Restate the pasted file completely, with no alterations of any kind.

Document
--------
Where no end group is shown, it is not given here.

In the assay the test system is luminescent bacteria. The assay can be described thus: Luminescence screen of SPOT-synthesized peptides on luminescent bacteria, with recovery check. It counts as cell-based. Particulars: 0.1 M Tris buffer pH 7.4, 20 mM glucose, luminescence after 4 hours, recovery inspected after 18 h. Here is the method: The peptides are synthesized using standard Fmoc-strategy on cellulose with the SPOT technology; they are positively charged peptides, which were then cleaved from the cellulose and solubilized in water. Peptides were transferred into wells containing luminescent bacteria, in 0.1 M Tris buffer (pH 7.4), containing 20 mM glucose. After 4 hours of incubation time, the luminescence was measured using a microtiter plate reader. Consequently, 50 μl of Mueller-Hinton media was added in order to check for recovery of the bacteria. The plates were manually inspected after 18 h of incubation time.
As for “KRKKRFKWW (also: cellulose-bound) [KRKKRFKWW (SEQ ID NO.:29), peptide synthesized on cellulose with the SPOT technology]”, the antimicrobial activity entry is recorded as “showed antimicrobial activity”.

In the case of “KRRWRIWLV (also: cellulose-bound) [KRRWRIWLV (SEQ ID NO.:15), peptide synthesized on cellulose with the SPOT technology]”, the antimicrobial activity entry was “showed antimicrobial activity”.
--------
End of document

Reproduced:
Where no end group is shown, it is not given here.

In the assay the test system is luminescent bacteria. The assay can be described thus: Luminescence screen of SPOT-synthesized peptides on luminescent bacteria, with recovery check. It counts as cell-based. Particulars: 0.1 M Tris buffer pH 7.4, 20 mM glucose, luminescence after 4 hours, recovery inspected after 18 h. Here is the method: The peptides are synthesized using standard Fmoc-strategy on cellulose with the SPOT technology; they are positively charged peptides, which were then cleaved from the cellulose and solubilized in water. Peptides were transferred into wells containing luminescent bacteria, in 0.1 M Tris buffer (pH 7.4), containing 20 mM glucose. After 4 hours of incubation time, the luminescence was measured using a microtiter plate reader. Consequently, 50 μl of Mueller-Hinton media was added in order to check for recovery of the bacteria. The plates were manually inspected after 18 h of incubation time.
As for “KRKKRFKWW (also: cellulose-bound) [KRKKRFKWW (SEQ ID NO.:29), peptide synthesized on cellulose with the SPOT technology]”, the antimicrobial activity entry is recorded as “showed antimicrobial activity”.

In the case of “KRRWRIWLV (also: cellulose-bound) [KRRWRIWLV (SEQ ID NO.:15), peptide synthesized on cellulose with the SPOT technology]”, the antimicrobial activity entry was “showed antimicrobial activity”.